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Delusional Optimism Takes Naps in the Second Half

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Is the Ole Miss defensive performance a trend or an outlier?

LSU v Alabama
Not my Grant Delpit
Photo by Todd Kirkland/Getty Images

LSU jumped out to a 28-point lead against Ole Miss and somehow hung on to win by 21, and the college football world is collectively losing their mind over it.

If you were concerned by LSU’s defensive performance on Saturday, well, you weren’t alone. LSU hasn’t shown much weakness this season, and there’s nothing the media likes more than a different story than the one they’ve been telling, so they all jumped over this one: the LSU defense is in crisis.

Is it? I mean, let’s not mince words, the Ole Miss game was a terrible defensive performance. LSU gave up over 600 yards of offense and 400 of it on the ground. The defense surrendered two touchdowns of 50 yards or more, not to mention two more from 46 and 35 yards, respectively.

But the question is whether this is the sign of a terrible defense exposed or just, you know, one terrible game? I won’t pretend I can break down the film like Seth can, so let’s just defer to his analysis:

Grant Delpit played one of the worst games I’ve ever seen from him. It hurt my soul watching him play football against Ole Miss because I know in my heart that’s not the player he is. He was slow and most likely still very injured. Besides almost getting an interception on one of the few times Ole Miss threw the ball outside, Delpit was bad. It wouldn’t surprise me if we didn’t see him until Atlanta if the injury is really bugging him.

You can’t find a lot of big Ole Miss plays without also finding Delpit whiffing on a tackle.

Ouch. That’s actually good news because it suggests LSU’s problems weren’t really schematic but because LSU decided to play the game with one arm tied behind its back. Grant Delpit wasn’t bad for Delpit, he was bad for anyone. That was as close as you get to playing with 10 men, and Ole Miss took full advantage.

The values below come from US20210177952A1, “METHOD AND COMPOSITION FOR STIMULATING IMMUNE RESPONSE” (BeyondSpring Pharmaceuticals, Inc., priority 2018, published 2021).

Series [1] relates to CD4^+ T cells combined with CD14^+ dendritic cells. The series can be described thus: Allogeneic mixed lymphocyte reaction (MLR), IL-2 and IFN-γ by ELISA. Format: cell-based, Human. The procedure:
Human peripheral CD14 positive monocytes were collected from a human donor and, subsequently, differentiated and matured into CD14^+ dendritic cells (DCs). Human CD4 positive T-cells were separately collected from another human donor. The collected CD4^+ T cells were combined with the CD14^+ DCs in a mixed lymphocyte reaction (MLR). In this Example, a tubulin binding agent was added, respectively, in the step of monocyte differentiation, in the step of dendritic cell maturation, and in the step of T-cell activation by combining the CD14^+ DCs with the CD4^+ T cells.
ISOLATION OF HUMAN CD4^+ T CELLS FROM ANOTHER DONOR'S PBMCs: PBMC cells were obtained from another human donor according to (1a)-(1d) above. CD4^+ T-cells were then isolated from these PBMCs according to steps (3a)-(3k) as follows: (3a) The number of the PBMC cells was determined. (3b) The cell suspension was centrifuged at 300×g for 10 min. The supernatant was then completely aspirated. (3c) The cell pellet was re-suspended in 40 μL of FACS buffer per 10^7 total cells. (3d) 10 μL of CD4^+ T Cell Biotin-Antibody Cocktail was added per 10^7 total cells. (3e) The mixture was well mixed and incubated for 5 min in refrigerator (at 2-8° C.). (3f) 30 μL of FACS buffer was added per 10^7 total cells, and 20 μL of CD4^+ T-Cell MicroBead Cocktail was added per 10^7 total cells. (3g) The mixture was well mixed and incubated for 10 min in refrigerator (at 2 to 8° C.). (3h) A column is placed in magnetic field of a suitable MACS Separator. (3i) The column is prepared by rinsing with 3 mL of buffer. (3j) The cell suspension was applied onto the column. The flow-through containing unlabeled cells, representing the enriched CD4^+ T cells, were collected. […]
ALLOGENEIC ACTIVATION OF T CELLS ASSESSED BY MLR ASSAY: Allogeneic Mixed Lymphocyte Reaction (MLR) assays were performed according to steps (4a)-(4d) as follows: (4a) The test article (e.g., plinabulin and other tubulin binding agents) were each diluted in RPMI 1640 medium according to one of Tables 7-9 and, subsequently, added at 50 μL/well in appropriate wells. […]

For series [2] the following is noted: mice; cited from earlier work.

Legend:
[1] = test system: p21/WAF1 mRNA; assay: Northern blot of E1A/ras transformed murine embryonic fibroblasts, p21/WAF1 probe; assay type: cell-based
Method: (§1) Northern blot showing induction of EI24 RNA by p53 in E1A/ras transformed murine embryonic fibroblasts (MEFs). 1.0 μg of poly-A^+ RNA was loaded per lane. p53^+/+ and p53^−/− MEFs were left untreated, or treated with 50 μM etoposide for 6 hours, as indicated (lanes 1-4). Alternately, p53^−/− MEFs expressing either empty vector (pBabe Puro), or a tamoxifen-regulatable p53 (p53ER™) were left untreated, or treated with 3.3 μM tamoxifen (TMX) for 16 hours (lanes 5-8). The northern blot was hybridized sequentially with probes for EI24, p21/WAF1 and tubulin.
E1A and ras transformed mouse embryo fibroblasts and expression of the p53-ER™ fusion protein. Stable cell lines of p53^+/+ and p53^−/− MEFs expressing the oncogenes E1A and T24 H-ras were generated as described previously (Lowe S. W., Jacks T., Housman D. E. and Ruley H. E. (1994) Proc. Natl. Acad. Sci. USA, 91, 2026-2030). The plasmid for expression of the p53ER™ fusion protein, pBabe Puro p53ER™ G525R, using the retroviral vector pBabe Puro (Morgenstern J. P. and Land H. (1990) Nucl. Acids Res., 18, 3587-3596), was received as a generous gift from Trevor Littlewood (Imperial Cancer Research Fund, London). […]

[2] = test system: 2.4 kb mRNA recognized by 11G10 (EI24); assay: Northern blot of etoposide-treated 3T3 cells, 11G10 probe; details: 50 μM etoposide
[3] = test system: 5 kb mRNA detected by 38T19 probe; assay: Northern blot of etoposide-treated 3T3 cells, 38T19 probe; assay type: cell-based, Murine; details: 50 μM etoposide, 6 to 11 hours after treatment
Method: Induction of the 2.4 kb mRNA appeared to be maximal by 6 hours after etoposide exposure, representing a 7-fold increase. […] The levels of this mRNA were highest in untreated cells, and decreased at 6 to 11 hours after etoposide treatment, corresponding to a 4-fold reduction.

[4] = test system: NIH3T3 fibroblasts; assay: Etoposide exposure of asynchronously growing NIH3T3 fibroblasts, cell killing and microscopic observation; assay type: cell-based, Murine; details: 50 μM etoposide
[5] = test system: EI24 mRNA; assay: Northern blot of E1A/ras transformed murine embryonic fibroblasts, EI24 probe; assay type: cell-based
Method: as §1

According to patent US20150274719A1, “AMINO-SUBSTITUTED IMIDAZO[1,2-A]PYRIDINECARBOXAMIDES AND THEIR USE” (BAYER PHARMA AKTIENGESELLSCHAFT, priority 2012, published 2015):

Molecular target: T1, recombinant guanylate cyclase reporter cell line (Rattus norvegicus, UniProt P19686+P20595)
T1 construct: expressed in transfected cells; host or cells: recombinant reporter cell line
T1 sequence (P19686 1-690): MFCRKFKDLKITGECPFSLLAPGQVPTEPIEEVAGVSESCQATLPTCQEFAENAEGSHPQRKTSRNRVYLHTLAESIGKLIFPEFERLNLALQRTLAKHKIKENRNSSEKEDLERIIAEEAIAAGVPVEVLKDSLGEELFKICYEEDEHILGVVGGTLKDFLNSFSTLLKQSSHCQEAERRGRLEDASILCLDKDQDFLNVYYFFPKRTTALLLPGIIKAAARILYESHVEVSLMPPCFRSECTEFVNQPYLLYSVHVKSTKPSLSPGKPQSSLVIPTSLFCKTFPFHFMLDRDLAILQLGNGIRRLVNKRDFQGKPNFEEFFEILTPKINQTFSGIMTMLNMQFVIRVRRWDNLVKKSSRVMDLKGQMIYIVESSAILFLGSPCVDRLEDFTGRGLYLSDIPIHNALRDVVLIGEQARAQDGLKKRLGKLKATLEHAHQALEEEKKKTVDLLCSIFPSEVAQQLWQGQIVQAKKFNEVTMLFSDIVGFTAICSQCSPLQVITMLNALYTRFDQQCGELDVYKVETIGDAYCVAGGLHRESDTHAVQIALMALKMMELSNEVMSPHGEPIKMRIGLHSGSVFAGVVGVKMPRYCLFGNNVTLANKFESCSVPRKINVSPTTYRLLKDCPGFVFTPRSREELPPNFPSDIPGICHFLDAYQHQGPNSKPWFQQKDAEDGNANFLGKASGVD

But it is important to note just how extreme of an outlier this game was. Prior to the Ole Miss game, LSU had allowed 906 yards and 6 TD on 293 carries for a 3.1 average. In that game alone, Ole Miss gained 402 yards and scored 4 TD while averaging NINE POINT ONE yards per carry.

It was a game so disastrous that LSU’s rushing average on the season allowed jumped nearly a full yard, from 3.1 to 3.9. LSU’s rushing touchdowns allowed jumped 66% in just one game.

What didn’t change was LSU’s usual stingy passing defense. It was below their season averages, but not significantly so. LSU came into the game allowing 6.79 YPA, and Ole Miss averaged 7.9 per attempt. Not great, but hardly a disaster. Ole Miss managed a passer rating of 126.33, right on the LSU defense season average of 122.46.

So if there was a defensive collapse, it was entirely a function of the run defense. And honestly, the run defense has been great all year. This strikes me as “just one of those games”, likely due to the Delpit injury. It’s hard to look at the season numbers and think there’s a systemic problem with the run defense.

So home free? Print the t-shirts, right? Well, not yet.

The perceived problem is that LSU’s defense goes into the tank in the second half? Ole Miss scored 30 second half points, Bama scored 28, 21 of those in the fourth quarter, and who could forget the Texas game?

These are valid concerns, but there’s also some recency bias going on there. LSU’s defense stepped up big against Florida and Auburn in the second half, and State’s offense never got off the ground. We tend to think the last game is everything, and now we’ve had two straight poor second halves.

But the season numbers simply don’t bear this narrative out.

LSU allows 587 rushing yards on a 3.54 average in the first half. In the second? 721 on a 4.22 average. Sure, that’s more, but nothing unexpected.

The passing defense is the same story. LSU allowed 1,117 yards in the first half on 54.0% completion rate and 6.35 YPA. Second half? 1,253 yards on 53.8% and 7.41. Again, it goes up, but not disastrously so.

Big plays of 20+ yards? 17 in the first half. 20 in the second.

I’m not here to tell you this is a dominant LSU defense of the past. It’s not. We know what great defense looks like, and this ain’t it. That said, this is also not what a bad defense looks like, nor one that collapses in the second half.

The Ole Miss game was terrible. There’s no excuse for the defense to play that poorly. But it was one game, and completely outside what we’ve seen from the LSU defense this season. Chill out.

...

Unless they screw up against Arkansas. Then forget I said anything.